I spent a couple of days at Sheerness a while back and had a great session on board Svitzer Victory with Captain Steven Goodyear and Chief Engineer Shawn Scutts. These are singular vessels with only one function and everything is geared to performing that function. At 34m LOA it is not a very large boat but it’s with it’s two 4894bhp engines it is certainly up to the job. The view from the command station is just that – commanding – with pretty much every part of the boat visible and most of the controls, it seemed to me, were to do with power management.
Steven Goodyear though, was a quiet unassuming guy who oozed calm and confidence, just the kind of guy you would hope and expect to be in charge of a very powerful machine!
SeaPeople Project, Steve Goodyear, Svitzer Victory, Sheerness, Port of London
SeaPeople Project, Shawn Scutts, Svitzer Victory, Sheerness, Port of London
Another one from the SeaPeople project:
Alan Stanley has been building wooden boats all his life and is something of an institution at Chambers Wharf, where his workshop is located on the banks of Oare Creek. His workshop is a wonderful hands-on environment where people really get to grips with their material. Not a iPhone, computer, gigabyte, pixel or router in sight, just lots of tools and wood dust and some fantastic looking boats. (And that marvellous smell of freshly cut timber!)
To make a change from architecture and landscapesI thought I might start sharing some of the images from my SeaPeople Project. I’ll do this one portrait at a time.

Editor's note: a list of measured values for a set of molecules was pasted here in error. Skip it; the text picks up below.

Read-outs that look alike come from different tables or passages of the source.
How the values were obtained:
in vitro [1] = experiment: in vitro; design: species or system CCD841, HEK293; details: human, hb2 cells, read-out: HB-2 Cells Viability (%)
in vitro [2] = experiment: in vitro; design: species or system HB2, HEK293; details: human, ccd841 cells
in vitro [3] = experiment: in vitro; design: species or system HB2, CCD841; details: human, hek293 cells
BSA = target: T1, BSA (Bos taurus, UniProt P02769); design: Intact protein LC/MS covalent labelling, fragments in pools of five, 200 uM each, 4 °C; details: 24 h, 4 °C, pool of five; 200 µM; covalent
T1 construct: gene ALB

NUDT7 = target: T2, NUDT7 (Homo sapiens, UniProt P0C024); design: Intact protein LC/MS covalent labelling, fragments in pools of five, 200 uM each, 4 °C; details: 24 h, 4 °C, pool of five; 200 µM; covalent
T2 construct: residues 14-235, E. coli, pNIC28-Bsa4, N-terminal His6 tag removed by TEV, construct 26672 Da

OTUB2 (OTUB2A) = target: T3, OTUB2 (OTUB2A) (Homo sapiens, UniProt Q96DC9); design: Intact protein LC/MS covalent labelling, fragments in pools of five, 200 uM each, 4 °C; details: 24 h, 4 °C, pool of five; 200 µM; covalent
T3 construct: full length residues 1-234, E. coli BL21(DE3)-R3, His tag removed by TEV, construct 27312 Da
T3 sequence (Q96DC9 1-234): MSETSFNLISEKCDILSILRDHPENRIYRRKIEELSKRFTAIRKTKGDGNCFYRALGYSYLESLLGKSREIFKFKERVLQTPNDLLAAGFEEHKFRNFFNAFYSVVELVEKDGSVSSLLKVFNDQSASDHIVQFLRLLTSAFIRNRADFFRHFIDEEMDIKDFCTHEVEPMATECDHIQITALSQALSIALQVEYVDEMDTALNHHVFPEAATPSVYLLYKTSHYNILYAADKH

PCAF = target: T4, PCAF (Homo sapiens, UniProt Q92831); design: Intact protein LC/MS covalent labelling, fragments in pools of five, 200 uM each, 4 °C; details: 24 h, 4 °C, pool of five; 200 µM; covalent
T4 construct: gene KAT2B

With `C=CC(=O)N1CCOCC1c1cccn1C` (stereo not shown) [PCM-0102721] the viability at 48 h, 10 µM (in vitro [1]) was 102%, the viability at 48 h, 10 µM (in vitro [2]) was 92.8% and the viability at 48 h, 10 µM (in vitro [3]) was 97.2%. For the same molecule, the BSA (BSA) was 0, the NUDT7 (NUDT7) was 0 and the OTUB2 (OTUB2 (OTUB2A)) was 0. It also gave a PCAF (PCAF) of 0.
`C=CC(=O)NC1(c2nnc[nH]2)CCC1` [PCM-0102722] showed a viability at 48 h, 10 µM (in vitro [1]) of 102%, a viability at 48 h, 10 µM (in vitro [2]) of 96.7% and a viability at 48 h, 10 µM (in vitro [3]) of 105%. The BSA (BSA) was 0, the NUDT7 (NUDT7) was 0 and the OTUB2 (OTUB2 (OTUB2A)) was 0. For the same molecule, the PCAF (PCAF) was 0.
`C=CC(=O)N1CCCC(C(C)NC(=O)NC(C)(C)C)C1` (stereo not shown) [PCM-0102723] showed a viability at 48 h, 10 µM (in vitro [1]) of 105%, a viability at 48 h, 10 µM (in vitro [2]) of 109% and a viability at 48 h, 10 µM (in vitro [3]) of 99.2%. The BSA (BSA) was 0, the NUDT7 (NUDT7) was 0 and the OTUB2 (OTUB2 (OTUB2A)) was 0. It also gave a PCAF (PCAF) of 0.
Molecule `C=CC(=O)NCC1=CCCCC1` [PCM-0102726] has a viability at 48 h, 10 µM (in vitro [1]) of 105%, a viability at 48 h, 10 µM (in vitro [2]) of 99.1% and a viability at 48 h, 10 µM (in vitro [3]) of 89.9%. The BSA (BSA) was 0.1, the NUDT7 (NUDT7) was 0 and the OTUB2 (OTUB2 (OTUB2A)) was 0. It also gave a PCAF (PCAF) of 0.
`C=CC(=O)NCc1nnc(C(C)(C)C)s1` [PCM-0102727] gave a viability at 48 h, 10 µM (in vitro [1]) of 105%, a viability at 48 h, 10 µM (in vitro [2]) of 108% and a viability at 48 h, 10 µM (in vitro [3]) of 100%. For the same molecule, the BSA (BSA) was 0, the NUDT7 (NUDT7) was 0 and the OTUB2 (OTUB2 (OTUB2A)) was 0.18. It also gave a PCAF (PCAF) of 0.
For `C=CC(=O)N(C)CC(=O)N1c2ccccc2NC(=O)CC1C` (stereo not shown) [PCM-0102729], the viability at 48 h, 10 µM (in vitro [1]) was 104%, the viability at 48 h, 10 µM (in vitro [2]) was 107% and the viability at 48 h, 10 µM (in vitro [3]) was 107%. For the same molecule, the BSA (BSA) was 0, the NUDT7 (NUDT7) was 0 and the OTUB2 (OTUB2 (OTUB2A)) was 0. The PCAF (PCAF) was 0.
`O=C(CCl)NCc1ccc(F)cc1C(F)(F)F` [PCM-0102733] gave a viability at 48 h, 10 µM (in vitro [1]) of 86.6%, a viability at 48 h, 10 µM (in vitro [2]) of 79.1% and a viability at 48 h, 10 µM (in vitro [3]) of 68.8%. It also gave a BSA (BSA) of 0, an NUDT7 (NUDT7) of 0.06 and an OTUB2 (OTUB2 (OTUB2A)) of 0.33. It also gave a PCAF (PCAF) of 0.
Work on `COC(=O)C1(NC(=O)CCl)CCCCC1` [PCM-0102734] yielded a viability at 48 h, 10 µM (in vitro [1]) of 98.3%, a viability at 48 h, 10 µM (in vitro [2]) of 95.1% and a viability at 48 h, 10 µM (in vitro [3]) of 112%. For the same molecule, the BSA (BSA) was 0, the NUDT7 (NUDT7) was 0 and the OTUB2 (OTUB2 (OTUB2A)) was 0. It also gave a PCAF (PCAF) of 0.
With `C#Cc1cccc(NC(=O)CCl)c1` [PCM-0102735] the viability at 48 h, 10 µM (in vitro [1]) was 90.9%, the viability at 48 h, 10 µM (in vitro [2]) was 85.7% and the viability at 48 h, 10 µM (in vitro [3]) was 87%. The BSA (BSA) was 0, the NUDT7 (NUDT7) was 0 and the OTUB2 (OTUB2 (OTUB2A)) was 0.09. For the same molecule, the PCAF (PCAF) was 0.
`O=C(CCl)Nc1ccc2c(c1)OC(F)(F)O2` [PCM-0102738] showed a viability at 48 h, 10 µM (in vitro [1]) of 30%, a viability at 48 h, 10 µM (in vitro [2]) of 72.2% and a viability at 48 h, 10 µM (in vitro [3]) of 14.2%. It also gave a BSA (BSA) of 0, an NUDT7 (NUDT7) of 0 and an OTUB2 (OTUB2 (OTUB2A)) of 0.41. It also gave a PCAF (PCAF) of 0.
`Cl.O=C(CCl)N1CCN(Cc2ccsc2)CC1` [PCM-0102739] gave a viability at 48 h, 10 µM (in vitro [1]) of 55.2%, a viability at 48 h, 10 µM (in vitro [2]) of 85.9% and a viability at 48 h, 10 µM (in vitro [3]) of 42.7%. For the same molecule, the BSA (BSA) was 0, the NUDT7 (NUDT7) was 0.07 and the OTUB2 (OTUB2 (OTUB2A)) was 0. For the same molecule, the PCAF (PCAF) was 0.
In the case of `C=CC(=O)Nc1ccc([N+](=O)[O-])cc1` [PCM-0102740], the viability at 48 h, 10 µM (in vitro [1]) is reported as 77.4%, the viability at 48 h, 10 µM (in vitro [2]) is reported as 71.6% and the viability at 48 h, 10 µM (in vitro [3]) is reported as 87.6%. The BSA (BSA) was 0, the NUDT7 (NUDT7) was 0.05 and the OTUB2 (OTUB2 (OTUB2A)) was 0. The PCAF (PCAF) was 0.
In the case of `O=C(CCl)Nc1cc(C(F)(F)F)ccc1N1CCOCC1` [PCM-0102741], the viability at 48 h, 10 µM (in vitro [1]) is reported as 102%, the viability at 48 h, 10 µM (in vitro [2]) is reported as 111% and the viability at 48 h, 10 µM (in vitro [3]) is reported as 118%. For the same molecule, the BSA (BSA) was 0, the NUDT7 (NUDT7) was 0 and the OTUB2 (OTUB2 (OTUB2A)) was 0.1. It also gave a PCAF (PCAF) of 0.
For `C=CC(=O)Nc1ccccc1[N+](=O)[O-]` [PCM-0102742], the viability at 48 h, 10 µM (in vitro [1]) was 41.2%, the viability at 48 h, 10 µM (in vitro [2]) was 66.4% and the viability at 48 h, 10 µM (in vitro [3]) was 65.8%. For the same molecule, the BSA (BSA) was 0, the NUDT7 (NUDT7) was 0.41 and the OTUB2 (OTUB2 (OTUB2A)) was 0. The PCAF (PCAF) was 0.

This project began about three or four years ago and has lain dormant for a while although I now have a couple of new shoots in the pipeline which has given it a exciting boost. It is a portraiture project photographing ordinary people who earn a living from working on the sea, either aboard boats or in a supporting role.
This first portrait features Martin Cox, the Engineer Superintendent aboard Union Pluto, one of seven vessels for which he is responsible. Originally he trained as an agricultural engineer before becoming a Cadet Engineer in 1989 working aboard a variety of large tanker and container ships on deepsea routes. I photographed Martin at Whitstable Harbour on a very wet day in 2010.
Years ago, before I had nurtured my own interest in photography, we had a family friend who was a photographer. She was Jansje Wissema and regrettably she died in the 1972 (I think) before I could really get to know her. She produced some fine images of my family in between doing her District Six work for the South African Institute of Architects (more about that later maybe) and the medical work that paid the rent.
Her image of my brother Adi sitting in a chair in front of the huge 8 sheet Steinlen Lithograph poster (Steinlen is more famous for his cat posters) that used to hang in our dark sitting room, remains one of my favourite pictures. I have tried persuade the curator of photographs at the SA National Gallery to sell me a print but they remain steadfastly reluctant to consider the idea. The SANG now own all of her negs so I can’t argue the case and so I have to make do with the little print she gave us at the time. Her work has a respect for humanity that I think in these days of image proliferation is sometimes hard to find.
I also have a vivid memory of being fascinated my one of her Christmas Cards that was made from a photogram of a head of Agapanthus. It is particularly interesting now, in that photograms are really a product of the analogue era and are not easy to produce nowadays.
Many years later, though still in the days that I had a functioning darkroom (rather than a loft full of it’s contents!), I used some Cow Parsley, Agapanthus not being easily available in the UK, to produce my own version of her card that had something of the feel of her original.
She remains a source of inspiration for me both in terms of photographing architecture and portraiture.